November 1, 2018
Professor: Electronic voting offers easy target for today’s technology
WEST LAFAYETTE, Ind. — Elections function under a small set of basic principles, including privacy of the voters and completing the vote count quickly.
Eugene Spafford, a professor of computer science at Purdue, says using an electronic voting system with today's technology makes each of these principles susceptible to hacks.
Spafford, speaking as part of the Purdue Policy Research Institute series on midterm elections, said the direct-recording electronic voting systems used by most are outdated and don’t allow for backup auditing of the ballots.
He recommends a ballot marking system, already in use in about a dozen states. These machines allow a ballot to be printed out for verification, saved and audited. But he noted technology isn’t the only factor in protecting election voting.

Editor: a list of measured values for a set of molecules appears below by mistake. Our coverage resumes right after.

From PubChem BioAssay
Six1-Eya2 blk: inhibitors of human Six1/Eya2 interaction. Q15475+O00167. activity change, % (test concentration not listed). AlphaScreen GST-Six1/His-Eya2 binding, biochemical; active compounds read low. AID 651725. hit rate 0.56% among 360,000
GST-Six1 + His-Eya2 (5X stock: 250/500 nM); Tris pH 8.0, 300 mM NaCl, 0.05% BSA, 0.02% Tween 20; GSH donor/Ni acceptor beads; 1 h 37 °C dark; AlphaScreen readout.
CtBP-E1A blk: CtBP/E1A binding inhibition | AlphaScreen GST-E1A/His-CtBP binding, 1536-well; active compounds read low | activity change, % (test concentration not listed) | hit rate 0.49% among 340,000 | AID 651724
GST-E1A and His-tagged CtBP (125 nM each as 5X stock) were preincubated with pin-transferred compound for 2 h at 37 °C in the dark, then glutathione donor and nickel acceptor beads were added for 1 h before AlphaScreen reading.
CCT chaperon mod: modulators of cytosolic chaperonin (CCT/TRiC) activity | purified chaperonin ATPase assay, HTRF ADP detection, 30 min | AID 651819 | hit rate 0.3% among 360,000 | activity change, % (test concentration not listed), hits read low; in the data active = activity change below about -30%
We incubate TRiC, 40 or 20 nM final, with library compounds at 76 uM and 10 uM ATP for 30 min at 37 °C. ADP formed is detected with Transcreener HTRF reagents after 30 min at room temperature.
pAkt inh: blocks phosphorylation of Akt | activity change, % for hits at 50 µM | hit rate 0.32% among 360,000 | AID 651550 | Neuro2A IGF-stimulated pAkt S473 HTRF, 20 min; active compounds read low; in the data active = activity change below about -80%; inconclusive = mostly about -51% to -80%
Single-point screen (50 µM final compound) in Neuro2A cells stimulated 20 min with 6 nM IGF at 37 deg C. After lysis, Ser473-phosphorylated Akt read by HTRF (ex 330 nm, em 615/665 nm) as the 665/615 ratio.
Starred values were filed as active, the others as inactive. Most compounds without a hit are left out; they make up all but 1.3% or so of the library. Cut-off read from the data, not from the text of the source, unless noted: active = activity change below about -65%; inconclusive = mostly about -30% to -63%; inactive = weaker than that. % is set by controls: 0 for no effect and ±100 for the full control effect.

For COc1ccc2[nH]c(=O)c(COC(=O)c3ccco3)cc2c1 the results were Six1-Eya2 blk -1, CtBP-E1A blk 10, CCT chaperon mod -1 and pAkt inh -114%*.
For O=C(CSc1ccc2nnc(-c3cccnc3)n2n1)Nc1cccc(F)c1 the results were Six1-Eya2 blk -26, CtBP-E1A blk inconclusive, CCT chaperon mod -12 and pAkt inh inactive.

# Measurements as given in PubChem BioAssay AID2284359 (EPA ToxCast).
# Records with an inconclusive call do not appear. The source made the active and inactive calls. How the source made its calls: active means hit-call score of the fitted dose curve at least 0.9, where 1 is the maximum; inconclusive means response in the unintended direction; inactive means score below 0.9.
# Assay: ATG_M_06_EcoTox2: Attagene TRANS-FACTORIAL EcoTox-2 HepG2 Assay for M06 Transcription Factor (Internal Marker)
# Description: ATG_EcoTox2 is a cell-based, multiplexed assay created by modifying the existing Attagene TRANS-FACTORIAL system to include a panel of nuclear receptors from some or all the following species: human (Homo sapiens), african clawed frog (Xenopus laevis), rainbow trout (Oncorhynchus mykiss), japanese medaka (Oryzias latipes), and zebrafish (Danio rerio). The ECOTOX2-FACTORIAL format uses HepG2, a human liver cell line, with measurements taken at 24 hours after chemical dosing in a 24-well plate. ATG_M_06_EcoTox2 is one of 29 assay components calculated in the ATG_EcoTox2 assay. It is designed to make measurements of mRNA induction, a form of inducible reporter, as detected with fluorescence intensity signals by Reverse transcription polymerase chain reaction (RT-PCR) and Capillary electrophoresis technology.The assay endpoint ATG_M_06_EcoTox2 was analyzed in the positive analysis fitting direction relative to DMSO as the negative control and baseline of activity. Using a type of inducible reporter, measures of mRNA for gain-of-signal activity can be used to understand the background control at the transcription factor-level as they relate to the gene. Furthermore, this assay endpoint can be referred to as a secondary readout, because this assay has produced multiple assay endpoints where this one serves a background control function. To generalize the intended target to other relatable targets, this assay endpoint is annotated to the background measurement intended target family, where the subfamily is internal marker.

“Even if technology is accurate, there are political issues that affect how the technology is wielded,” said Spafford, an advisor for the Verified Voting Foundation.
He said vote fraud, even though it rarely happens, is commonly used by parties as an excuse for an election loss and expects that to be the case in next week’s midterm elections.
Writer: Brian Huchel, 765-494-2084, firstname.lastname@example.org
Source: Eugene Spafford, 765-494-7825, email@example.com